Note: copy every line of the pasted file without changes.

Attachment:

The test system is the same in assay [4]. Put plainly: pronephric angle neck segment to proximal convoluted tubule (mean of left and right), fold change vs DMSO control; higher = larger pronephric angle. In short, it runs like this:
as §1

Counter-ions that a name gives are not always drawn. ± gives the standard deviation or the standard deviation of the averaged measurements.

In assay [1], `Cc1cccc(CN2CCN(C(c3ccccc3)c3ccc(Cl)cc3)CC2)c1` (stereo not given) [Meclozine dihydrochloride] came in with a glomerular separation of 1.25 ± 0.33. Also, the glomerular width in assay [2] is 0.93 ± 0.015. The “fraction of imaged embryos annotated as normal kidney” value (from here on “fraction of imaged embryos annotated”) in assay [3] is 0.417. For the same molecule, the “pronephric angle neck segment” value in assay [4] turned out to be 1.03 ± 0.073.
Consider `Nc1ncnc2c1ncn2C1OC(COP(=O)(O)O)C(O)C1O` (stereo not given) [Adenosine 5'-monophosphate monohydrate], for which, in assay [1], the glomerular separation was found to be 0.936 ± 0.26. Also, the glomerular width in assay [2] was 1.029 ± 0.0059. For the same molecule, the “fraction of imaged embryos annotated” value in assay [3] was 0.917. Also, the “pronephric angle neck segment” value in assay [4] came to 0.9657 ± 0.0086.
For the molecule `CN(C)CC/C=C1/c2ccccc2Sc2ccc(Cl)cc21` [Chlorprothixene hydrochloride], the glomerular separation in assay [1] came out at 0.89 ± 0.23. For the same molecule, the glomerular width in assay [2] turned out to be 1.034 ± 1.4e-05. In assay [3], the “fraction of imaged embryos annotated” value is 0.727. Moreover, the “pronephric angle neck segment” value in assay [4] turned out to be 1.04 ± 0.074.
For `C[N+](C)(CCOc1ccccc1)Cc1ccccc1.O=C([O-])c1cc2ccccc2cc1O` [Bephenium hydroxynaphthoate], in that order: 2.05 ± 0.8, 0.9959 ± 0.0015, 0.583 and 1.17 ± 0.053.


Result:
The test system is the same in assay [4]. Put plainly: pronephric angle neck segment to proximal convoluted tubule (mean of left and right), fold change vs DMSO control; higher = larger pronephric angle. In short, it runs like this:
as §1

Counter-ions that a name gives are not always drawn. ± gives the standard deviation or the standard deviation of the averaged measurements.

In assay [1], `Cc1cccc(CN2CCN(C(c3ccccc3)c3ccc(Cl)cc3)CC2)c1` (stereo not given) [Meclozine dihydrochloride] came in with a glomerular separation of 1.25 ± 0.33. Also, the glomerular width in assay [2] is 0.93 ± 0.015. The “fraction of imaged embryos annotated as normal kidney” value (from here on “fraction of imaged embryos annotated”) in assay [3] is 0.417. For the same molecule, the “pronephric angle neck segment” value in assay [4] turned out to be 1.03 ± 0.073.
Consider `Nc1ncnc2c1ncn2C1OC(COP(=O)(O)O)C(O)C1O` (stereo not given) [Adenosine 5'-monophosphate monohydrate], for which, in assay [1], the glomerular separation was found to be 0.936 ± 0.26. Also, the glomerular width in assay [2] was 1.029 ± 0.0059. For the same molecule, the “fraction of imaged embryos annotated” value in assay [3] was 0.917. Also, the “pronephric angle neck segment” value in assay [4] came to 0.9657 ± 0.0086.
For the molecule `CN(C)CC/C=C1/c2ccccc2Sc2ccc(Cl)cc21` [Chlorprothixene hydrochloride], the glomerular separation in assay [1] came out at 0.89 ± 0.23. For the same molecule, the glomerular width in assay [2] turned out to be 1.034 ± 1.4e-05. In assay [3], the “fraction of imaged embryos annotated” value is 0.727. Moreover, the “pronephric angle neck segment” value in assay [4] turned out to be 1.04 ± 0.074.
For `C[N+](C)(CCOc1ccccc1)Cc1ccccc1.O=C([O-])c1cc2ccccc2cc1O` [Bephenium hydroxynaphthoate], in that order: 2.05 ± 0.8, 0.9959 ± 0.0015, 0.583 and 1.17 ± 0.053.